Category Archives: wireless

SPINES Design Makes for Modular Energy Harvesting

The SPINES (Self-Powered IoT Node for Environmental Sensing) Mote is a wireless IoT environmental sensor, but don’t let the neatly packed single PCB fool you into thinking it’s not hackable. [Macro Yau] specifically designed SPINES to be highly modular in order to make designing an energy harvesting sensor node an easier task. The way [Macro] sees it, there are two big hurdles to development: one is the energy harvesting itself, and the other is the software required to manage the use of every precious joule of that harvested energy.

[Macro] designed the single board SPINES Mote in a way that …read more

Continue reading

Posted in 2018 Hackaday Prize, arduino, energy harvesting, IoT, Power Harvesting, sensor node, solar, solar hacks, SPINES, The Hackaday Prize, wireless | Leave a comment

Launching Fireworks with Raspberry Pi this Fourth of July

It’s that time of year again in the United States, and the skies will soon be alight with pyrotechnic displays, both professional and amateur. Amazing fireworks are freely available, sometimes legally, sometimes not. For the enthusiasts that put on homebrew displays, though, the choice between watching your handiwork or paying attention to what you’re doing while running the show is a tough one. This Raspberry Pi fireworks show controller aims to fix that problem.

[netmagi] claims his yearly display is a modest affair, but this controller can address 24 channels, which would be a pretty big show in any neighborhood. …read more

Continue reading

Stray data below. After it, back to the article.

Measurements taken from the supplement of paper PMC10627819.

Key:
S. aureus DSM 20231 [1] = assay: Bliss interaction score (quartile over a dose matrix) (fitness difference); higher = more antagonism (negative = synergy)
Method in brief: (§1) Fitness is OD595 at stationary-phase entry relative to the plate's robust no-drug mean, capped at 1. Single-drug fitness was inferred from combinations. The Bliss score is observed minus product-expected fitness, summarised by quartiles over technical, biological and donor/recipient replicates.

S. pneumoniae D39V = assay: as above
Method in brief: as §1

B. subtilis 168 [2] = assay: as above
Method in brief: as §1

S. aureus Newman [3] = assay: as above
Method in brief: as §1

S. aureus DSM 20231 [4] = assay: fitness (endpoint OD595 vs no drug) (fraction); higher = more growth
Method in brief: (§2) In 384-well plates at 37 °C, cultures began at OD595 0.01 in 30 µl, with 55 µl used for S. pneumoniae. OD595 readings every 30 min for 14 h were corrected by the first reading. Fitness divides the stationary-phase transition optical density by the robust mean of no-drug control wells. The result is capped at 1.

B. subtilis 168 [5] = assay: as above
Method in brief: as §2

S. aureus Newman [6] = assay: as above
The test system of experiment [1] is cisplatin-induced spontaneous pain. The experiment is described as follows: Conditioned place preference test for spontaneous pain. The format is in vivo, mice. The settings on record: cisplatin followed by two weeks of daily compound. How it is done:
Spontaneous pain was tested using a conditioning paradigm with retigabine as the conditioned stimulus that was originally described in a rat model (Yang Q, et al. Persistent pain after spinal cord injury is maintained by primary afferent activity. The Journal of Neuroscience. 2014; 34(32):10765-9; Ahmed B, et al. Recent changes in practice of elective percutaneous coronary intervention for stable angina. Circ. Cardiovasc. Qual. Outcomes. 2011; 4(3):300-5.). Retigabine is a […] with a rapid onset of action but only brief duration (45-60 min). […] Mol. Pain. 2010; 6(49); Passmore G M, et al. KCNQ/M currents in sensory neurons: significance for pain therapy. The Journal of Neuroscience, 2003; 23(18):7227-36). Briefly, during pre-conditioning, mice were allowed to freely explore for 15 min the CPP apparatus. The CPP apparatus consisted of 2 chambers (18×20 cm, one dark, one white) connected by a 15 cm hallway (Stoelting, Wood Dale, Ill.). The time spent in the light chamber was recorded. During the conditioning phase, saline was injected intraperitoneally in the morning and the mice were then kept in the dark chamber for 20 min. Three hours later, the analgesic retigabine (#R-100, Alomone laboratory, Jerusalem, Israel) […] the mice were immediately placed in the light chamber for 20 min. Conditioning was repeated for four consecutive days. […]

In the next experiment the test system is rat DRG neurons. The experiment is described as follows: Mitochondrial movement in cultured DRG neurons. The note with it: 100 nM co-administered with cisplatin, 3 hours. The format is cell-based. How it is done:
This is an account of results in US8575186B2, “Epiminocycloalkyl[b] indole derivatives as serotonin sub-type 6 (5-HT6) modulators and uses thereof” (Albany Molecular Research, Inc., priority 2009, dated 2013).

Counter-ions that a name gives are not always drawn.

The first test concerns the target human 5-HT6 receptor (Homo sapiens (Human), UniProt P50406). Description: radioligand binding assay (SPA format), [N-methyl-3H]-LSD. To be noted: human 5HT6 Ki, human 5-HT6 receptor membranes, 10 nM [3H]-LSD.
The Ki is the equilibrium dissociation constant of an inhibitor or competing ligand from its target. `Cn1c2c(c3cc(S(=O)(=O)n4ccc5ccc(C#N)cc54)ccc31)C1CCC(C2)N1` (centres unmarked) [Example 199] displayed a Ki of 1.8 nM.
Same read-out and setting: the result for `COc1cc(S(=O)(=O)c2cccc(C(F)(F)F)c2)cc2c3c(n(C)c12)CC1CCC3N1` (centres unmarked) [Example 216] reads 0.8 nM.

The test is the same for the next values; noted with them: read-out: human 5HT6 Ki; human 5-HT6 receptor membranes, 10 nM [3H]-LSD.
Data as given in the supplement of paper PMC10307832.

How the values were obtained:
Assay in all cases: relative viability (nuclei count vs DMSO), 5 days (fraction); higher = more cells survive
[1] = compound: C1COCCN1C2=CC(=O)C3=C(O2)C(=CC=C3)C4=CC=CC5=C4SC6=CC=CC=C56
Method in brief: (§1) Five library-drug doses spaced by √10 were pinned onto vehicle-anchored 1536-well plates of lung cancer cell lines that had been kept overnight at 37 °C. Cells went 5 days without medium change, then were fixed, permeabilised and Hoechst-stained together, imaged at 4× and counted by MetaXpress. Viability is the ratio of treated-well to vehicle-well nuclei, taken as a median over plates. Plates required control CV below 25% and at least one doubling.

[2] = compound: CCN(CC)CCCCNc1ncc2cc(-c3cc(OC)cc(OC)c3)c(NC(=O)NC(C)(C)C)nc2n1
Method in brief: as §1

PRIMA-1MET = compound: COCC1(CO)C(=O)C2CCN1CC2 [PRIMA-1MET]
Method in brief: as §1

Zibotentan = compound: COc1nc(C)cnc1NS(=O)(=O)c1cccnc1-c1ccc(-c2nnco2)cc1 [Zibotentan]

Posted in controller, electric match, fireworks, Holiday Hacks, kaboom, mortar, pyrotechnics, shell, squib, timer, wireless | Leave a comment

Raspberry Pi W Antenna Analysis Reveals Clever Design

The old maxim is that if you pay peanuts, you get a monkey. That’s no longer true, though: devices like the Raspberry Pi W have shown that a $10 device can be remarkably powerful if it is well designed. You might not appreciate how clever this design is sometimes, but this great analysis of the antenna of the Pi W by [Carl Turner, Senior RF Engineer at Laird Technology] might help remind you.

[Carl] used some fancy toys in his analysis, such as the awesome-looking antenna test chamber that his employer uses to test designs. He used this to measure …read more

Continue reading

Posted in Raspberry Pi, Raspberry Pi W, teardown, wifi, wireless, wireless hacks | Leave a comment

Speaking the Same Language as a Wireless Thermometer

Temperature is a delicate thing. Our bodies have acclimated to a tight comfort band, so it is no wonder that we want to measure and control it accurately. Plus, heating and cooling are expensive. Measuring a single point in a dwelling may not be enough, especially if there are multiple controlled environments like a terrarium, pet enclosure, food storage, or just the garage in case the car needs to warm up. [Tim Leland] wanted to monitor commercially available sensors in several rooms of his house to track and send alerts.

The sensors of choice in this project are weather resistant …read more

Continue reading

Posted in radio, superheterodyne, temp, temperature, thermometer, wireless, wireless hacks | Leave a comment

AI Listens to Radio

We’ve seen plenty of examples of neural networks listening to speech, reading characters, or identifying images. KickView had a different idea. They wanted to learn to recognize radio signals. Not just any radio signals, but Orthogonal Frequency Division Multiplexing (OFDM) waveforms.

OFDM is a modulation method used by WiFi, cable systems, and many other systems. In particular, they look at an 802.11g signal with a bandwidth of 20 MHz. The question is given a receiver for 802.11g, how can you reliably detect that an 802.11ac signal — up to 160 MHz — is using your channel? To demonstrate the technique …read more